Interestingly, it’s not just pregnant woman who can get this condition but those on chemotherapy, having asthma treatment and also those with a zinc deficiency.

Of course lots of women get a change in their tastebuds during pregnancy, but it seems like for some it continues on until the bitter (!) end. In fact, both my ob/gyn and general doctor told me not to expect it to go away until after delivery, wonderful.

What can you do?

The What to Expect When You’re Expecting website has a few suggestions:

Sour foods

Try changing your prenatal vitamin

Brush your teeth and tongue

Health: Sarcopenia. Basically, will you be able to get up off the toilet?

Sarcopenia, the gradual atrophy of muscles as one gets older scares me. Because we are all living longer and in general, are more sedentary, it is becoming a more common problem. I’m approaching 40 soon-ish and getting terrified of this already: so how do I make sure this happens as slowly as possible?

The good news is that it is gradual, 0.5–1% loss per year after the age of 50, and there seems to be evidence that we can help it slow down. How do you know if it’s happening? It’s not always only visible, “Simple muscle circumference measurement does not provide enough data to determine whether or not an individual is suffering from severe sarcopenia.” so there are other things going on that aren’t necessarily observable.

So what can we do?

1 Exercise?

Even athletes experience this phenomena after reaching roughly 40, with “peak levels of performance decreased by approximately 50% by 80 years of age.” According to Harvard Health Publishing, progressive resistance training is the key. “In fact, a recent meta-analysis published in Medicine & Science in Sports & Exercise reviewed 49 studies of men ages 50 to 83 who did PRT and found that subjects averaged a 2.4-pound increase in lean body mass.”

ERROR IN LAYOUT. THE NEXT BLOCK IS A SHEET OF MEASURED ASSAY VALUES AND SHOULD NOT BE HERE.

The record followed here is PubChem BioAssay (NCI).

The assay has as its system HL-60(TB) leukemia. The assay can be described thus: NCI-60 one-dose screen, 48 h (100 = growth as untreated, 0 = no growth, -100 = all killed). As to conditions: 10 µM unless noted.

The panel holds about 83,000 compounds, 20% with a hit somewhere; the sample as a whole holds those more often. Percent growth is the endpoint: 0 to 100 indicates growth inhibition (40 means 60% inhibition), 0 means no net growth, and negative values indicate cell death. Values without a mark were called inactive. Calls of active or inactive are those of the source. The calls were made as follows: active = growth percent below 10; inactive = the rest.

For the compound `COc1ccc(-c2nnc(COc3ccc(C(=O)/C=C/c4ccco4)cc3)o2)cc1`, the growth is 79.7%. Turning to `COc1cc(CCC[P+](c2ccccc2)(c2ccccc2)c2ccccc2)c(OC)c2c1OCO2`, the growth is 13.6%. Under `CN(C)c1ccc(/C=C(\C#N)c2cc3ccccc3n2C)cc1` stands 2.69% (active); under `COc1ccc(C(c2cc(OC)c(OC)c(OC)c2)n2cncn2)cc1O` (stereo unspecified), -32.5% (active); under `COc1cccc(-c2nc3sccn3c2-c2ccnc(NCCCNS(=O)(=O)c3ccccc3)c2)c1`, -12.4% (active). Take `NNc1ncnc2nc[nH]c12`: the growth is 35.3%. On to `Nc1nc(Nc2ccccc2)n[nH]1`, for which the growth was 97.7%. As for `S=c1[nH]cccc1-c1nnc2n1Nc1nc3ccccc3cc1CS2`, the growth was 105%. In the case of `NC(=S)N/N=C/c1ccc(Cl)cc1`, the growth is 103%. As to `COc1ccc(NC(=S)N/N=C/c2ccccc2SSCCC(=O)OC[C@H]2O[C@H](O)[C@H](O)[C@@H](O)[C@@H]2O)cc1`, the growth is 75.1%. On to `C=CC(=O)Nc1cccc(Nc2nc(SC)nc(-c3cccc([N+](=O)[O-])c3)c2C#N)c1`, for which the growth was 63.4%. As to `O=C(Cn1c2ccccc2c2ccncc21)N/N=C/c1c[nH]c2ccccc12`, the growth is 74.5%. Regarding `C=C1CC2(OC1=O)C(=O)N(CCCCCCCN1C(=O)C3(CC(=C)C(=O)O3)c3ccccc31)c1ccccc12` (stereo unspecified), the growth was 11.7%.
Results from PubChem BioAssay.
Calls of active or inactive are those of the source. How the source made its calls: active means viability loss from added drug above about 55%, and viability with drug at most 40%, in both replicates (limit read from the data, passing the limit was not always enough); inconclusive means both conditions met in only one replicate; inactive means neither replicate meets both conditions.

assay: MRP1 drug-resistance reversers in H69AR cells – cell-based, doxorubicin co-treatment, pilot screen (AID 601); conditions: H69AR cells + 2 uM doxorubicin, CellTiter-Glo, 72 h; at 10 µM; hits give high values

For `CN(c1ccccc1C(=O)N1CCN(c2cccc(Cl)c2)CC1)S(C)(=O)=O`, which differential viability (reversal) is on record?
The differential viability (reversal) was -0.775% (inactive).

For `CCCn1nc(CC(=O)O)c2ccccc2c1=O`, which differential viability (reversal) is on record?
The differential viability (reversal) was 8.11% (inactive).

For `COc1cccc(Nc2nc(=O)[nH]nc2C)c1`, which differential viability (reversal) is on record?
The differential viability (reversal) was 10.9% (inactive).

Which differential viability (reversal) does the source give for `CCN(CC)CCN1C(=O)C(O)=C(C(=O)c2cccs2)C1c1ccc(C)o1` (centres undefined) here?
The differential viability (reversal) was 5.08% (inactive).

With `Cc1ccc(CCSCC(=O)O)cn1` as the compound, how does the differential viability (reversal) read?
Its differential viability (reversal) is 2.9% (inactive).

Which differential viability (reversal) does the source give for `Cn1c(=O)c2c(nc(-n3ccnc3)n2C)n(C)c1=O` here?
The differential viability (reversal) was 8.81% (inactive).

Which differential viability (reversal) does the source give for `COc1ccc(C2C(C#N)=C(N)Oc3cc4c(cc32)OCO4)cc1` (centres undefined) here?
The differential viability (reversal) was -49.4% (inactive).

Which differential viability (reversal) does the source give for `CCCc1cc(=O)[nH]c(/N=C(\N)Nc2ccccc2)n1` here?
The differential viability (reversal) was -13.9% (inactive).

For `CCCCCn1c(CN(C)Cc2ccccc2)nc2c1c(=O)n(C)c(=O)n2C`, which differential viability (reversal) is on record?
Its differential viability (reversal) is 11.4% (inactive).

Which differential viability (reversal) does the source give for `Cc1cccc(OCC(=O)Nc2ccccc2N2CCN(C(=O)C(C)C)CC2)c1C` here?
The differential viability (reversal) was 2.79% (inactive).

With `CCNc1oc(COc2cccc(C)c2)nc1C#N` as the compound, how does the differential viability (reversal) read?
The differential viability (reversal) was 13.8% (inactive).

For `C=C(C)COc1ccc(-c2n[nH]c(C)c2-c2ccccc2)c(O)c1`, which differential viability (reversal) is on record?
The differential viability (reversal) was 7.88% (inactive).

2 Nutrition?

There is no current clear research on this, with some advice saying to supplement with Vitamin D when one is deficient but that’s about it. (Sayer, A. A. (2010). “Sarcopenia”. BMJ341 (aug10 2))

What about protein I hear you ask? According to this Harvard Health Publishing article “Older men can suffer from anabolic resistance, which hinders our ability to break down and synthesize protein, so we need to eat more.” Hmm, so no harm in upping your protein intake I guess.

3 Medications?

No approved medications so far for halting or reversing this process.

Hormones such as testosterone might have some positive effects but they also currently have negative side effects. ( Kunihiro, Sakuma; Akihiko Yamaguchi (28 May 2012). “Sarcopenia and Age-Related Endocrine Function”International Journal of Endocrinology. 2012). Hormone Replacement Therapy can ” increase lean body mass, reduce abdominal fat in the short-term, and prevent bone loss. According to WebMD However, there has been controversy around the use of HRT due to increased risk of certain cancers and other serious health problems.”

So it seems the safest action is lots of resistance training alongside your regular cardio as well as making sure you are taking the correct supplements for your age and possibly increasing protein intake. With regards to exercise, it is hard to mix it up, I find myself doing the same old exercises when left to my own devices (my favorites, which i’m sure coincide with what’s easiest!) for legs: reverse lunges with weights, sumo squats (a bit tricky with baby bump right now but adapting it) and step-ups onto boxes with weights. For arms: bench press, tricep dips and pulls are my go-tos. To mix it up, the Nike app (https://www.nike.com/us/en_us/c/nike-plus/training-app) is really good at forcing you to do new exercises, as are Instagram accounts like Alexia Clark’s.If it’s feasible then I guess doing regular muscle mass assessments, such as the InBody one would be a great idea to monitor how your muscle mass is growing over time.

Data Science: Blogs and sites

From lists on these Medium, Udacity and KDNuggets, here are some of the pages I read most often:

  • The Mode one is ok, not sure it’s super useful for me right now, a fun article though are from Medium on getting free lunches using Python
  • O’Reilly , this article on the difference between data engineers and data scientists